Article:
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by Richard B. on Tue Jun 05, 2018 8:02 pm
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https://www.imaging-resource.com/PRODS/sony-rx100-vi/sony-rx100-viA.HTM

Amazing that Sony seems to come out with a new version of this camera almost every year. Their customers base must be endless. Anyway, new zoom lens 24/200 mm equivalent, four stop vr, is or whatever they call it, plus an optional grip. 

And oh yeah, almost forgot, a price increase. But I will most likely get one when it's been reviewed (after I dump my MkIII which just lost a lot of value). 

Richard 
 

by bender16v on Wed Jun 06, 2018 7:30 am
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I still have the original version and rarely used it since I could never get used to using the screen to compose. I've also never been comfortable with the controls and can never remember what I have set up to do what. This new version looks pretty good so I'll probably upgrade to this and make an honest attempt to carry and use it when out on my bike and as a casual travel camera.
-Chris Harrison
 

by Richard B. on Wed Jun 06, 2018 11:36 am
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Chris, Of course the new versions have an electronic viewfinder (and you can see the live histogram in it if you have good eyes). I found the menus to not be intuitive until I set the function menu set to have all the adjustments i would commonly need. Now I can just press the function button and have twelve commonly used adjustment settings on the screen. It will be even easier if the new camera has touch sensitivity for the function menu. Just a thought.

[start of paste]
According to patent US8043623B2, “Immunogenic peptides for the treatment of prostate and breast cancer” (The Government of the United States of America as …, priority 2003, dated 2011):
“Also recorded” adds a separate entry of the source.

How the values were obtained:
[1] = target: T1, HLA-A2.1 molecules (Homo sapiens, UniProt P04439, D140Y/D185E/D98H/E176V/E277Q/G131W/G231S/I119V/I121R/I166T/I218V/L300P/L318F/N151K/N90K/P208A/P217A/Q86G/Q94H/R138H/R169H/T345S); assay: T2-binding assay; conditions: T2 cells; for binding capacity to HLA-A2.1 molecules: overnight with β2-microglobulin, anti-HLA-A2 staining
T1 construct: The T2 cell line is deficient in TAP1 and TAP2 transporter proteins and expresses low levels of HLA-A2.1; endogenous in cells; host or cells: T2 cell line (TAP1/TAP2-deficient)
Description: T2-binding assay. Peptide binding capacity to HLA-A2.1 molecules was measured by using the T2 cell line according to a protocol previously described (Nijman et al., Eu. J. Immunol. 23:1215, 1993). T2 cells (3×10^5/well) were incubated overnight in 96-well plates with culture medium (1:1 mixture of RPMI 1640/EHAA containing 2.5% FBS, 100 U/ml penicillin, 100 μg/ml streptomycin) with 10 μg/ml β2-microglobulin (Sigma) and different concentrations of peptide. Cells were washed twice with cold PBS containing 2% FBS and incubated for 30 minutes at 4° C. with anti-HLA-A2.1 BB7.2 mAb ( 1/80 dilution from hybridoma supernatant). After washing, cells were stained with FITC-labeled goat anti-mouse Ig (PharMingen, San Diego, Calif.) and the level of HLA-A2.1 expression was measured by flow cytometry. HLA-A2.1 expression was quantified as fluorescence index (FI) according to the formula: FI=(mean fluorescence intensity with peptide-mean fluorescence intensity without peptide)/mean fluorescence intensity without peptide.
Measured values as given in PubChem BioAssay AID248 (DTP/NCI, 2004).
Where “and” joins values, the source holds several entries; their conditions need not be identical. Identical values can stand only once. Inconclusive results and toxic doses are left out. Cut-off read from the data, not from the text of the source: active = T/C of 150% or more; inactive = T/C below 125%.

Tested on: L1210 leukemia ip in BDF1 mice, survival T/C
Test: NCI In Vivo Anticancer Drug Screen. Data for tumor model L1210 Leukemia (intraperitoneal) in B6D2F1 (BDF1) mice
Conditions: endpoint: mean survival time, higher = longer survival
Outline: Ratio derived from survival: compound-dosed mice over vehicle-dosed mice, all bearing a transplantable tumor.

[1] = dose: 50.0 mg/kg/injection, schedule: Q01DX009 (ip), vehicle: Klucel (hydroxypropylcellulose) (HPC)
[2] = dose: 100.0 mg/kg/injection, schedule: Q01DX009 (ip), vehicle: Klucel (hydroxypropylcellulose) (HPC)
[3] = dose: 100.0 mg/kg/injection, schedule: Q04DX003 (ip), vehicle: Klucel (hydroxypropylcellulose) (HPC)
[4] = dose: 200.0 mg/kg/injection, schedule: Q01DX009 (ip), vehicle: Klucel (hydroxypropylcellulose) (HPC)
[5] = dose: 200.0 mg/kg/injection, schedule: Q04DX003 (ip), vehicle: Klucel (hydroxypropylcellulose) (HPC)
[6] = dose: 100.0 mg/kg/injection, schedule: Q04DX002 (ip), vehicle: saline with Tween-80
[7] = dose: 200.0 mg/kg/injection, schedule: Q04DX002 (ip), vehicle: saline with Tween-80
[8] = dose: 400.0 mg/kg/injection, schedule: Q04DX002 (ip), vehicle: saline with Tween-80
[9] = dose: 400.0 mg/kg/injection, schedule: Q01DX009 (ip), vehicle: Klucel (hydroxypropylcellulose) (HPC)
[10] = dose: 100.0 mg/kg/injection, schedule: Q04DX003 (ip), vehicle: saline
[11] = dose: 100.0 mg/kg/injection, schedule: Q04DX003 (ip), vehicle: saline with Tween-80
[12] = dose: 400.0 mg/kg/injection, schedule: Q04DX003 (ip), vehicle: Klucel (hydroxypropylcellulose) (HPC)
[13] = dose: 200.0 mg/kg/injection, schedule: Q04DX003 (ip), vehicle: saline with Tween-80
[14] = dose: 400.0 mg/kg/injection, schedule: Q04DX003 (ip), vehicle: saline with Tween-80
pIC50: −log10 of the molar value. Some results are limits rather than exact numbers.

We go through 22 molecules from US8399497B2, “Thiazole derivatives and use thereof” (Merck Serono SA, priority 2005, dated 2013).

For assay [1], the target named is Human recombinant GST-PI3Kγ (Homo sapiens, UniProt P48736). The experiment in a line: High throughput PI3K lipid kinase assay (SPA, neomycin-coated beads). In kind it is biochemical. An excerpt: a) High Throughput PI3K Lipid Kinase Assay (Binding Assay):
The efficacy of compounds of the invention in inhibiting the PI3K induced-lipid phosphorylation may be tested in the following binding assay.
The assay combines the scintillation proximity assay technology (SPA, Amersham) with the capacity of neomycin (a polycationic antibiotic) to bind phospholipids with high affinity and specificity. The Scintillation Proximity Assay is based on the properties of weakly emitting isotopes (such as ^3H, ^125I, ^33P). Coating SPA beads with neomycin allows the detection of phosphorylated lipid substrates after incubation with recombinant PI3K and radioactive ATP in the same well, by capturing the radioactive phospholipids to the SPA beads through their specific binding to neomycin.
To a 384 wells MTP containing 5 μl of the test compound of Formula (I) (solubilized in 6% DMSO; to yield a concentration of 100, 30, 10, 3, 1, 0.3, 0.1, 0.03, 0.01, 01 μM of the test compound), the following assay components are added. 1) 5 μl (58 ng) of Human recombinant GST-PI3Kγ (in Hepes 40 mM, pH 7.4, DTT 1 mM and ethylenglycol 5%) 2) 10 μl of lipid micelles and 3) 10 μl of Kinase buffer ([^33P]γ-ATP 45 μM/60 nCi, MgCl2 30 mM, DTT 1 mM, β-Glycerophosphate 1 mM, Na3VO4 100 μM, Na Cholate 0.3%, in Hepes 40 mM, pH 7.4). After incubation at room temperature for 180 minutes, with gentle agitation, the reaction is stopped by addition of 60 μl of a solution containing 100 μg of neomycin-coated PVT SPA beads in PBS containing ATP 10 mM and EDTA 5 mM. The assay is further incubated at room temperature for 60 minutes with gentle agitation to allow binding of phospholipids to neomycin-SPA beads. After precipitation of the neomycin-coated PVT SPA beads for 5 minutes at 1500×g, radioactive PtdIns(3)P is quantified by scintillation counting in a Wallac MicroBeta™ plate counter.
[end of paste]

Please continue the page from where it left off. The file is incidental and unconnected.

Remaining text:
by ricardo00 on Wed Jun 06, 2018 1:41 pm
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Richard B.
 Anyway, new zoom lens 24/200 mm equivalent, four stop vr, is or whatever they call it, plus an optional grip. 

And oh yeah, almost forgot, a price increase. But I will most likely get one when it's been reviewed (after I dump my MkIII which just lost a lot of value). 

Richard

  The increase in zoom comes at a cost, it is now 2.8-4.5 whereas the older versions (of which I have two different ones) were 1.8-2.8.  Since I primarily use them for low light at close range (usually family shots, often indoors), not sure this fits my needs.
 

by Richard B. on Wed Jun 06, 2018 1:56 pm
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Hi,

Thanks for pointing that out. My intended use is almost exclusively outside so I think I can live with 2.8 lens. I want it for a pocketable lightweight that can be with me whenever I want. I understand if you are mostly indoor portraits where the faster lens would be good for low light and background isolation. I think some of the prior marks had a zoom that extended out to 100/110 or so? Also good for portraiture.
 

by SantaFeJoe on Wed Jun 06, 2018 10:42 pm
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Here’s a review, along with a large gallery of sample images of street photography and architecture:

Review

Joe
Learn the rules like a pro, so you can break them like an artist.  -Pablo Picasso
 

by E.J. Peiker on Thu Jun 07, 2018 3:14 pm